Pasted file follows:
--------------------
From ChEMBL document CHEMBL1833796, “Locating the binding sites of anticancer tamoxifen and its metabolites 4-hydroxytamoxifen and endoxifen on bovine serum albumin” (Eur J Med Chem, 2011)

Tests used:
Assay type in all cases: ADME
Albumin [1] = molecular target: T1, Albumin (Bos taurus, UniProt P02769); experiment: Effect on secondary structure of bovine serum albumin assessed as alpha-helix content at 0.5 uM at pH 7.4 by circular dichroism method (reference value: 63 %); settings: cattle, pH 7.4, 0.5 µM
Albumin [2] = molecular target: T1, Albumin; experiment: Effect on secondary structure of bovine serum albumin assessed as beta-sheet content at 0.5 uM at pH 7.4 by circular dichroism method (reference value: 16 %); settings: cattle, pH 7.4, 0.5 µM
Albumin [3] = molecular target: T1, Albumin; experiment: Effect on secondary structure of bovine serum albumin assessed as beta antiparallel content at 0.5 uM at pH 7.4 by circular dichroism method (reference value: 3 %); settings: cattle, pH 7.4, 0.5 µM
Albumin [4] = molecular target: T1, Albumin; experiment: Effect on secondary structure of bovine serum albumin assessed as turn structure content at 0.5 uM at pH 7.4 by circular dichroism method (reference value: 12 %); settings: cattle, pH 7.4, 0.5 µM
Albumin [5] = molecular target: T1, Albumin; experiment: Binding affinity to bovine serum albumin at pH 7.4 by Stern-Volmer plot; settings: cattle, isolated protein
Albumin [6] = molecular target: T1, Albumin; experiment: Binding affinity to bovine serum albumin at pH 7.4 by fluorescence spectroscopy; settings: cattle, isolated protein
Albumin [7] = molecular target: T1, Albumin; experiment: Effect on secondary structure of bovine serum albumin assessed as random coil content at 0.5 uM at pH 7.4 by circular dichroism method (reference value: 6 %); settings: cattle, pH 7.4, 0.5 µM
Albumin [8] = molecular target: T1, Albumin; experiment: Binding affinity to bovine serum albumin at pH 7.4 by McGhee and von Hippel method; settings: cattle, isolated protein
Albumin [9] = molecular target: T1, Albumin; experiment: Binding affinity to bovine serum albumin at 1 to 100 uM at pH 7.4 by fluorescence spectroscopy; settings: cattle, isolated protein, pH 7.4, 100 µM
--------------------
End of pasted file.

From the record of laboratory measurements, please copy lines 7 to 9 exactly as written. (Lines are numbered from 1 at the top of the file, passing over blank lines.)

Albumin [4] = molecular target: T1, Albumin; experiment: Effect on secondary structure of bovine serum albumin assessed as turn structure content at 0.5 uM at pH 7.4 by circular dichroism method (reference value: 12 %); settings: cattle, pH 7.4, 0.5 µM
Albumin [5] = molecular target: T1, Albumin; experiment: Binding affinity to bovine serum albumin at pH 7.4 by Stern-Volmer plot; settings: cattle, isolated protein
Albumin [6] = molecular target: T1, Albumin; experiment: Binding affinity to bovine serum albumin at pH 7.4 by fluorescence spectroscopy; settings: cattle, isolated protein